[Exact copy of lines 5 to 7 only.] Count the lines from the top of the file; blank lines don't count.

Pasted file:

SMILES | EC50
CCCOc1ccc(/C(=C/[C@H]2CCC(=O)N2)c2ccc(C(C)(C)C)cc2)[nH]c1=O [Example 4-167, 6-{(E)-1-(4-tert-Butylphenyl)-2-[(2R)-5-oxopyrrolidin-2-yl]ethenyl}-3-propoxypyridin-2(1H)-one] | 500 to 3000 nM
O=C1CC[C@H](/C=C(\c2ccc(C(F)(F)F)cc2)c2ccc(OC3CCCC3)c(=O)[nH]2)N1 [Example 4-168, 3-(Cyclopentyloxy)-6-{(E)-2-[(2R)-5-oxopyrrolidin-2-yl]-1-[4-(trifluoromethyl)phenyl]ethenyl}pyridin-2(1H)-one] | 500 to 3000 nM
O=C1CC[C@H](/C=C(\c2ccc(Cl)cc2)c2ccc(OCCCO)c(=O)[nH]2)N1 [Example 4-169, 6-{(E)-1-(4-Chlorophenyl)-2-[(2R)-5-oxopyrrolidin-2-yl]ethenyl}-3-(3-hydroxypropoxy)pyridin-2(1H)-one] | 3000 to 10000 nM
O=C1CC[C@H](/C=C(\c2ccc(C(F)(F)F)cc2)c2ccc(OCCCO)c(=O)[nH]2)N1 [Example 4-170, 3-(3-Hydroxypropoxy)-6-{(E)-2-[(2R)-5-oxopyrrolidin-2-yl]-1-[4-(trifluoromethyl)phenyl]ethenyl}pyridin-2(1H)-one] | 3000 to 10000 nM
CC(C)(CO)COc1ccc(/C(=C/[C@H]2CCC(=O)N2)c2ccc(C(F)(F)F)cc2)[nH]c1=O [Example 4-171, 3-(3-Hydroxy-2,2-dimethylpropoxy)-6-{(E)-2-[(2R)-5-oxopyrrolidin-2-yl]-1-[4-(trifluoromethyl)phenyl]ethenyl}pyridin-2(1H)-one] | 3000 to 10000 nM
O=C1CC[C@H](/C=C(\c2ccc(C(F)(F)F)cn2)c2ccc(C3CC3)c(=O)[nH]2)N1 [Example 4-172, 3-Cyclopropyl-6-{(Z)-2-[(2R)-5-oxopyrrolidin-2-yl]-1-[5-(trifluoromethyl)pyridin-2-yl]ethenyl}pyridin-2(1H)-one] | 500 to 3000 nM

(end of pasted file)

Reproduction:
O=C1CC[C@H](/C=C(\c2ccc(C(F)(F)F)cc2)c2ccc(OCCCO)c(=O)[nH]2)N1 [Example 4-170, 3-(3-Hydroxypropoxy)-6-{(E)-2-[(2R)-5-oxopyrrolidin-2-yl]-1-[4-(trifluoromethyl)phenyl]ethenyl}pyridin-2(1H)-one] | 3000 to 10000 nM
CC(C)(CO)COc1ccc(/C(=C/[C@H]2CCC(=O)N2)c2ccc(C(F)(F)F)cc2)[nH]c1=O [Example 4-171, 3-(3-Hydroxy-2,2-dimethylpropoxy)-6-{(E)-2-[(2R)-5-oxopyrrolidin-2-yl]-1-[4-(trifluoromethyl)phenyl]ethenyl}pyridin-2(1H)-one] | 3000 to 10000 nM
O=C1CC[C@H](/C=C(\c2ccc(C(F)(F)F)cn2)c2ccc(C3CC3)c(=O)[nH]2)N1 [Example 4-172, 3-Cyclopropyl-6-{(Z)-2-[(2R)-5-oxopyrrolidin-2-yl]-1-[5-(trifluoromethyl)pyridin-2-yl]ethenyl}pyridin-2(1H)-one] | 500 to 3000 nM